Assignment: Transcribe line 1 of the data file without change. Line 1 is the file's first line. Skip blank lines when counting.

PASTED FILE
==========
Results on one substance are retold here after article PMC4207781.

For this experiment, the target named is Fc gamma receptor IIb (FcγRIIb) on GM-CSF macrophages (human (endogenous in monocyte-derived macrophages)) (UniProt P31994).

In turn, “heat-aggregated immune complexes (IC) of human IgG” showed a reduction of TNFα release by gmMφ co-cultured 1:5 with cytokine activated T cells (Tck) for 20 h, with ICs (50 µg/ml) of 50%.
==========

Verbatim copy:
Results on one substance are retold here after article PMC4207781.